By the time she had finished her third glass – the last of the bottle – Stella was feeling thoroughly depressed and more than a little tipsy. She was just falling off to sleep when she was startled by the buzz of her phone. She was disappointed to find it was a text from her mobile phone provider. She checked Facebook and Twitter again. No notifications. She opened Snapchat and took a selfie. God! I look awful, she thought. She flicked through the filters to try out the various augmented reality options. The software detected her face and added a pair of dog’s ears to her head and a snout to her nose. When she opened her mouth, a tongue lapped out of the mouth of her image. She sent the video to Debbie, her friend from work, and closed her eyes. The image of the video stayed in her vision, projected onto the back of her eyelids for a time. She decided that she was more drunk than she thought. It appeared as though there was a second set of dog’s ears over her shoulder, as if the software had detected another face standing behind her. Within minutes, she was asleep and snoring loudly.

Bleary-eyed, Debbie stared at her computer screen and scanned the various trending topics on Twitter. She scrolled through several pages before she realised she hadn’t taken anything in. She sighed and glanced at the clock. How could it only be 10:30? It felt like she’d been at work for hours. She heard footsteps behind her and without thinking, a reflex action in her left hand pushed the ‘alt’ and ‘tab’ keys on her keyboard and the screen toggled to a half-completed spreadsheet. Her manager sat in the swivel chair next to hers.
“Morning, Debs,” he said. Debbie’s skin crawled. She hated that contraction of her name, and the intrinsic familiarity it implied.
“Morning, Kevin,” she replied, covering up her shudder by rubbing her arms and pulling a scarf around her neck.
Kevin nodded to the blank screen next to hers. “No sign of Stella?”
Debbie frowned. “No,” she said. “Has she not called in?”
Kevin shook his head. “I just wanted to check if you’d heard anything before I call her.”
Debbie shrugged. “Sorry.”
“She’s probably just stuck in traffic,” said Kevin. “She might be stuck in a tunnel with no signal or something.”
Debbie considered pointing out the fact that if that were the case, there’d be little point calling her. She decided against it. “Traffic was fine for me this morning,” she said. She took her phone out of her bag. There were no missed calls or messages but there was a Snapchat notification in the top left hand corner. Debbie didn’t really get Snapchat. She supposed she was too old for it really. Just another one of those things that kids these days seemed to be into that went over her head. She glanced at her ‘Flirty at Thirty’ mug and winced. When did she start saying ‘kids these days’?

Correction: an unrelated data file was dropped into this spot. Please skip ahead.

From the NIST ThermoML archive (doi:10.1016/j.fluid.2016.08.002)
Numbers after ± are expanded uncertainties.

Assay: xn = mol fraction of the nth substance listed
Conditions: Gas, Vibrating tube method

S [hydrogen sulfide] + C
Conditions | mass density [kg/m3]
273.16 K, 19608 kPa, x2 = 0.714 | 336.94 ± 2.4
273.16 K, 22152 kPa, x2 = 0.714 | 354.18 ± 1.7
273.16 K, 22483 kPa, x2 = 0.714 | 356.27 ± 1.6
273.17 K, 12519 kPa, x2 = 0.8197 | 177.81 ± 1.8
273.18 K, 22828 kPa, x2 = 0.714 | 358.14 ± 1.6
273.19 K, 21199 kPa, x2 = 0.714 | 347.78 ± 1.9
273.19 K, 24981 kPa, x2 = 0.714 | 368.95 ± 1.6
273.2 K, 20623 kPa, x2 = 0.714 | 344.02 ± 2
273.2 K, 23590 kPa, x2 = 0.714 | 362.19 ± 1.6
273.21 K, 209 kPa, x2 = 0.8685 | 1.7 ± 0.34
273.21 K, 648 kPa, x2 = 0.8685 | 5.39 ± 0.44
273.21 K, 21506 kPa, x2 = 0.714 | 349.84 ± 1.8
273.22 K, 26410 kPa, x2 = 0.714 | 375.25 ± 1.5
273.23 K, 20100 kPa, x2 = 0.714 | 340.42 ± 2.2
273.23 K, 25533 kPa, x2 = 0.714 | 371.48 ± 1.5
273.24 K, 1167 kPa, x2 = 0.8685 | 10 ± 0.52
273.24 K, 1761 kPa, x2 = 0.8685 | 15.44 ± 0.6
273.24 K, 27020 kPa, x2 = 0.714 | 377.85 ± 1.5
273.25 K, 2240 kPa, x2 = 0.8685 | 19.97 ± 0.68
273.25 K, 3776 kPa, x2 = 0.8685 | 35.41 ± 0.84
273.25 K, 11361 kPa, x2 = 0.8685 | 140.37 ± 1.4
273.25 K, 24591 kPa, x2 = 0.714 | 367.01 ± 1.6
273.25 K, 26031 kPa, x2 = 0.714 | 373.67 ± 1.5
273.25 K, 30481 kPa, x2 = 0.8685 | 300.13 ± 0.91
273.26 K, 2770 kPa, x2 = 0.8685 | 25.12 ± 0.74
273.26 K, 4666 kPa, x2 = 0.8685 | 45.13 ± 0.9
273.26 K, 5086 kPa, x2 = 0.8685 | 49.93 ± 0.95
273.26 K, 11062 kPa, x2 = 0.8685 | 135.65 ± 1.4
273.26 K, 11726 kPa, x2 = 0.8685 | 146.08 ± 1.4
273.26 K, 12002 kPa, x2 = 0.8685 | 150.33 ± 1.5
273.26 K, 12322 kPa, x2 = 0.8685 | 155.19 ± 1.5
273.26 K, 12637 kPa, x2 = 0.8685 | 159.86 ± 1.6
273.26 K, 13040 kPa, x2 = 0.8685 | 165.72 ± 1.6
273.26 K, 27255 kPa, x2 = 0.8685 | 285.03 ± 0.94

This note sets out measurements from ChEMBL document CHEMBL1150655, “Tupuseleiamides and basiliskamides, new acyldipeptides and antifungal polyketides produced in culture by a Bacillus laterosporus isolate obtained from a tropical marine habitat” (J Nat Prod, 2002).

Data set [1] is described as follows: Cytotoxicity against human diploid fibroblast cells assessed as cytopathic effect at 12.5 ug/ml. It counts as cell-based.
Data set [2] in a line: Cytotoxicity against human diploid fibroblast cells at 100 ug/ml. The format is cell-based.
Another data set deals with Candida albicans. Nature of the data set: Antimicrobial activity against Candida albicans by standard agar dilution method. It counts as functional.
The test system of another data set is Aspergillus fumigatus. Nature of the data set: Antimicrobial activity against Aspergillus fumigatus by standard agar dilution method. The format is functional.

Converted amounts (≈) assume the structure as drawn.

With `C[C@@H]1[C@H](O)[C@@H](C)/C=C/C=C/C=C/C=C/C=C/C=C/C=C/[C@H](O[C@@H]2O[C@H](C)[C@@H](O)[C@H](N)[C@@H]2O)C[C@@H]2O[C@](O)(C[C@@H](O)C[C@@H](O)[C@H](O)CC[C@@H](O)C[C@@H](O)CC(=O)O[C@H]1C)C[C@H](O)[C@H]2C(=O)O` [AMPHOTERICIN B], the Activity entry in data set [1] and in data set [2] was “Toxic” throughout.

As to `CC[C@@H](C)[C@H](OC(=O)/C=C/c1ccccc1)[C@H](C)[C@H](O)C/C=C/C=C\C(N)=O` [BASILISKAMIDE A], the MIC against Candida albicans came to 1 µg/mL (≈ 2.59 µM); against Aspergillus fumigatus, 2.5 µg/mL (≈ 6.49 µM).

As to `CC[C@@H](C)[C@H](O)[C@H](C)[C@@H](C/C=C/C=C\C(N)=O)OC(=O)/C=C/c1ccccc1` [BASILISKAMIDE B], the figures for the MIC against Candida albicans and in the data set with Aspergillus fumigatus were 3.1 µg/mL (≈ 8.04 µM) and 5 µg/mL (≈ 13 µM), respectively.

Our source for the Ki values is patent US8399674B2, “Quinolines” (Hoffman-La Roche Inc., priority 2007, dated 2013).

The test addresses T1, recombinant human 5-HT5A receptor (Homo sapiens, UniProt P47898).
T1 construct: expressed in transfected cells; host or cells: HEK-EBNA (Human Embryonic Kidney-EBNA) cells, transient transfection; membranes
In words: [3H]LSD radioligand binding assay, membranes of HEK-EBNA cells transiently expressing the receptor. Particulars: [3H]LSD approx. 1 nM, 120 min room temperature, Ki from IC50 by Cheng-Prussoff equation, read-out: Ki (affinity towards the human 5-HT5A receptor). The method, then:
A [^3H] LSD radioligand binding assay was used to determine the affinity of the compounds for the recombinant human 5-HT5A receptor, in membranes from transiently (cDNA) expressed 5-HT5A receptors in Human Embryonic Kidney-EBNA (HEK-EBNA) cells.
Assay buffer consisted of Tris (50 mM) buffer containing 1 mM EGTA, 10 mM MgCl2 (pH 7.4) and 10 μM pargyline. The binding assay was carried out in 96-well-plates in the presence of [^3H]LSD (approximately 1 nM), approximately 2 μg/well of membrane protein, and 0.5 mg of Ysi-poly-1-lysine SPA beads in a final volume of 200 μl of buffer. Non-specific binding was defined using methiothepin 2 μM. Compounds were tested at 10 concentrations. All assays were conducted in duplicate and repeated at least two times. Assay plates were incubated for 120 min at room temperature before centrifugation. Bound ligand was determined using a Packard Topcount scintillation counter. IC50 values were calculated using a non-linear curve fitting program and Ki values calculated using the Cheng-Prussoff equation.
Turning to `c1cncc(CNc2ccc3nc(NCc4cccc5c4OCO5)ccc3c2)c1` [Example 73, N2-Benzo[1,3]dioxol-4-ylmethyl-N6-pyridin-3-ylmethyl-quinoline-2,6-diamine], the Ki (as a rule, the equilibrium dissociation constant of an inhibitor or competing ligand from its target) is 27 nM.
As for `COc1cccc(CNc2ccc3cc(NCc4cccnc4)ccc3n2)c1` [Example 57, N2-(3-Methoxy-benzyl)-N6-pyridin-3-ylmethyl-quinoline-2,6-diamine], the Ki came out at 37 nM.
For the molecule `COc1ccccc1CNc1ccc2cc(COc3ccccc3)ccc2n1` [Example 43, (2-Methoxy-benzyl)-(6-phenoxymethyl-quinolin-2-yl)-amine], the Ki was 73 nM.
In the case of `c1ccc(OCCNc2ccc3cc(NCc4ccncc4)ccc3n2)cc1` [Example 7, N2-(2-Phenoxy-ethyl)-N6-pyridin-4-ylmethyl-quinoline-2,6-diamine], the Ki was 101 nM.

Kevin picked up Stella’s phone and dialled her number. Debbie opened up the message. It was one of those silly filtered videos that made the person look like some kind of animal. Stella sent them from time to time but Debbie didn’t usually bother watching them. Something was different this time though. There was a second set of dog’s ears over Stella’s shoulder. She peered at the screen, nosey about who Stella was with but she couldn’t actually make out a face. Just a disembodied pair of ears. Debbie put on her glasses and something flashed on the screen just as the video, infuriatingly, ended. She heard Kevin leaving a voicemail message. He dialled Stella’s home number.
Debbie started the video again. She guessed Stella would get some kind of notification but she didn’t mind that. There was something odd about it. She watched intently to the end this time. Just as the countdown clock clicked to zero, she shrieked and dropped her phone, cracking the screen.
Kevin put down the receiver on Stella’s phone. “What’s up?” he said.
Debbie’s hand was shaking as she picked up her phone. “Nothing,” she said. “Just burned my hand on my coffee.” It was a lie. Her coffee was lukewarm at best.
“I can’t get through to her on her mobile or landline,” said Kevin. “I’ll give her another half an hour and try again.
“No!” said Debbie, loud enough to surprise herself. A few people turned to look at her. She felt the blood rush to her face and her ears throbbed.
“I want to make sure she’s alright. I’ll take a long lunch and go round her place.”
Kevin seemed to think it over as if in his head, he was thinking of an excuse to say no. “OK,” he said, eventually. Debbie guessed that he was relieved it would save him a job.
Debbie felt sick as she climbed into her car. She looked at herself in her rear-view mirror. She wondered if her eyes had been playing tricks on her. They must have been, and yet a part of her mind knew that they hadn’t. That they had actually seen what she thought they’d seen: a pair of glowing red eyes; and although she wasn’t sure of the definition, she was certain that the word ‘malevolent’ could have been invented for them.

Debbie pulled into Stella’s cul-de-sac as an ambulance was coming out. There was a slowly-dispersing crowd outside her house and somehow, Debbie knew. She parked the car with one wheel on the kerb but she didn’t care and she jumped out to ask the nearest person what was going on.
“I’m so sorry,” said an old women in a dressing gown and grubby white slippers. “Did you know her?”
Debbie noted the past tense and felt tears coat her eyes, blurring her vision. She nodded. In a daze, she heard only snippets of what the woman said: “Such a shame”, “so young as well” and something about a “faulty Carbon Monoxide detector, apparently.”
Numb, Debbie sat down on the kerb. She watched the Snapchat video again. This time, Stella’s face was gone and all that was left was the comical second set of dog’s ears and those penetrating, hateful, crimson eyes.

Farewell NaPoWriMo

April’s finally over
And May is on its way
Thirty poems written
One for every day

Some were truly terrible
Some were merely bad
Some were silly nonsense
Some were slightly sad

But it can never be said
That I hadn’t tried
And the fact that I did it
Fills me up with pride

After thirty days of rhyme
Filled with lows and lows
I’m going to spend my time
Writing purely prose

I sure know how to pick ’em…

I sure know how to pick ’em
The women for whom I fall
Too far out of my league
To notice me at all

It always seems to be
That when I fall in love
She’s too pretty or too smart for me
Or all of the above

Some I’m scared to approach
And I’m too shy on the phone
Some are already married
Or in the wrong time zone

If it’s not to be my fate
To end up on the shelf
I suppose that first I need
To learn to love myself